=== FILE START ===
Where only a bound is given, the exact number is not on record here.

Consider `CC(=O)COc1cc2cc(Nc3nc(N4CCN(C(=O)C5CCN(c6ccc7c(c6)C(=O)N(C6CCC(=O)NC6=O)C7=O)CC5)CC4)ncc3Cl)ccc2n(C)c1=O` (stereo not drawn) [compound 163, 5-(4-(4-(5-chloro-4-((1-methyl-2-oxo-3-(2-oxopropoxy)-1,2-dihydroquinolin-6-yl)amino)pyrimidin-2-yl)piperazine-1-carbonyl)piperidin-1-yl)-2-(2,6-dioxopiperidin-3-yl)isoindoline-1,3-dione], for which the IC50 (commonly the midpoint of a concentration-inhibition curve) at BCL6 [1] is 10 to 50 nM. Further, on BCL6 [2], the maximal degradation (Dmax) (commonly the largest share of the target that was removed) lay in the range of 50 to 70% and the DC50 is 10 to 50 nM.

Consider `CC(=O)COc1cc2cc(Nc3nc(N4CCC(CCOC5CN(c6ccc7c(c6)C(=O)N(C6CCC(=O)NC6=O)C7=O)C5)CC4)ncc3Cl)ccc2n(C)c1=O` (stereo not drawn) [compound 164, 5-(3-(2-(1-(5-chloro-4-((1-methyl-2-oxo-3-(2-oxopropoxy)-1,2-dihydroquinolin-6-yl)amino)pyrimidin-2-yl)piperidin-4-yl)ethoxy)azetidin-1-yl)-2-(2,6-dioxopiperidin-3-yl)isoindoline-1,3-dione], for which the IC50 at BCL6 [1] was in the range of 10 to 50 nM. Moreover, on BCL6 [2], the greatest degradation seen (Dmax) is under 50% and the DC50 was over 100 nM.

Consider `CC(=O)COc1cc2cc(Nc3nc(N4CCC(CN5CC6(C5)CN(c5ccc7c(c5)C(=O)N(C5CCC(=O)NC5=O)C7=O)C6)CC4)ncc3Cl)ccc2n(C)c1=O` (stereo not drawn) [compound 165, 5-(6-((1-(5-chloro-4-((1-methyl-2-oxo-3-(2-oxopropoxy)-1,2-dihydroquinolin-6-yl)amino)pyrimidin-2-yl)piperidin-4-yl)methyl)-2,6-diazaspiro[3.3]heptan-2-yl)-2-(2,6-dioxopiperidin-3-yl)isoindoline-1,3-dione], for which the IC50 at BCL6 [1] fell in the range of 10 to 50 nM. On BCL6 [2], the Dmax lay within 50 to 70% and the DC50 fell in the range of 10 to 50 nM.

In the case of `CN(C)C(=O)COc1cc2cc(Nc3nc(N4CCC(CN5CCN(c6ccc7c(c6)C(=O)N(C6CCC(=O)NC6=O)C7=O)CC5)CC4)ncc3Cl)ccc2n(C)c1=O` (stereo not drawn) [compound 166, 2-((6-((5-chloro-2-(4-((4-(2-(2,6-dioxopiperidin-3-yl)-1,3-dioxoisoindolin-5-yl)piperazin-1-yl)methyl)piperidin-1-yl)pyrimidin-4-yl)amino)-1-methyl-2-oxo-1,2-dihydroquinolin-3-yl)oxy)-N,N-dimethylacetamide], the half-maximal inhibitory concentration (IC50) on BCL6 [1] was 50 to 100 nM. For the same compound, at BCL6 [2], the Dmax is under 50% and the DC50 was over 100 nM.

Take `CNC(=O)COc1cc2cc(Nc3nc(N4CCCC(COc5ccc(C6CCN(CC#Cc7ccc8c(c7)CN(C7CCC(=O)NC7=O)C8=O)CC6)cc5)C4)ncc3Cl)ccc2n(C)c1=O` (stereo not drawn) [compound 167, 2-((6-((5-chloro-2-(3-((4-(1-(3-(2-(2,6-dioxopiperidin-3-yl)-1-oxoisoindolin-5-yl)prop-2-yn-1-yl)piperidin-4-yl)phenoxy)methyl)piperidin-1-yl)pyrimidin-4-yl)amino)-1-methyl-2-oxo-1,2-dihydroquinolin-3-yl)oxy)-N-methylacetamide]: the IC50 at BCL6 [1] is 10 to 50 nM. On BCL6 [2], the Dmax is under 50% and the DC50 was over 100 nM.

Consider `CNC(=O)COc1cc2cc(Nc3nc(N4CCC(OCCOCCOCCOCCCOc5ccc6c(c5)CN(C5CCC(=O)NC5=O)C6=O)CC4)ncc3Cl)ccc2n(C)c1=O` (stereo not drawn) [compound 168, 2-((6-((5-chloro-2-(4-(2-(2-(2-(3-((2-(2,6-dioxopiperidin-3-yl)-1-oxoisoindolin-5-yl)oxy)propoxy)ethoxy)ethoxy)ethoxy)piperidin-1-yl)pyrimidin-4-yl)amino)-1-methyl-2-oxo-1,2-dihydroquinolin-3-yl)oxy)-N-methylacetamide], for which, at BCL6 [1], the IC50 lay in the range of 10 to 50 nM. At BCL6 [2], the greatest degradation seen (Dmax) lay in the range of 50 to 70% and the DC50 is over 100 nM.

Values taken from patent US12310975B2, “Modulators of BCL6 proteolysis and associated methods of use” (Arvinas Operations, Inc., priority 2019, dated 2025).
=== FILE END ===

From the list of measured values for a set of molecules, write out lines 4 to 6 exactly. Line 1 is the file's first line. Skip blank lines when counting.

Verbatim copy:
Consider `CC(=O)COc1cc2cc(Nc3nc(N4CCC(CN5CC6(C5)CN(c5ccc7c(c5)C(=O)N(C5CCC(=O)NC5=O)C7=O)C6)CC4)ncc3Cl)ccc2n(C)c1=O` (stereo not drawn) [compound 165, 5-(6-((1-(5-chloro-4-((1-methyl-2-oxo-3-(2-oxopropoxy)-1,2-dihydroquinolin-6-yl)amino)pyrimidin-2-yl)piperidin-4-yl)methyl)-2,6-diazaspiro[3.3]heptan-2-yl)-2-(2,6-dioxopiperidin-3-yl)isoindoline-1,3-dione], for which the IC50 at BCL6 [1] fell in the range of 10 to 50 nM. On BCL6 [2], the Dmax lay within 50 to 70% and the DC50 fell in the range of 10 to 50 nM.

In the case of `CN(C)C(=O)COc1cc2cc(Nc3nc(N4CCC(CN5CCN(c6ccc7c(c6)C(=O)N(C6CCC(=O)NC6=O)C7=O)CC5)CC4)ncc3Cl)ccc2n(C)c1=O` (stereo not drawn) [compound 166, 2-((6-((5-chloro-2-(4-((4-(2-(2,6-dioxopiperidin-3-yl)-1,3-dioxoisoindolin-5-yl)piperazin-1-yl)methyl)piperidin-1-yl)pyrimidin-4-yl)amino)-1-methyl-2-oxo-1,2-dihydroquinolin-3-yl)oxy)-N,N-dimethylacetamide], the half-maximal inhibitory concentration (IC50) on BCL6 [1] was 50 to 100 nM. For the same compound, at BCL6 [2], the Dmax is under 50% and the DC50 was over 100 nM.

Take `CNC(=O)COc1cc2cc(Nc3nc(N4CCCC(COc5ccc(C6CCN(CC#Cc7ccc8c(c7)CN(C7CCC(=O)NC7=O)C8=O)CC6)cc5)C4)ncc3Cl)ccc2n(C)c1=O` (stereo not drawn) [compound 167, 2-((6-((5-chloro-2-(3-((4-(1-(3-(2-(2,6-dioxopiperidin-3-yl)-1-oxoisoindolin-5-yl)prop-2-yn-1-yl)piperidin-4-yl)phenoxy)methyl)piperidin-1-yl)pyrimidin-4-yl)amino)-1-methyl-2-oxo-1,2-dihydroquinolin-3-yl)oxy)-N-methylacetamide]: the IC50 at BCL6 [1] is 10 to 50 nM. On BCL6 [2], the Dmax is under 50% and the DC50 was over 100 nM.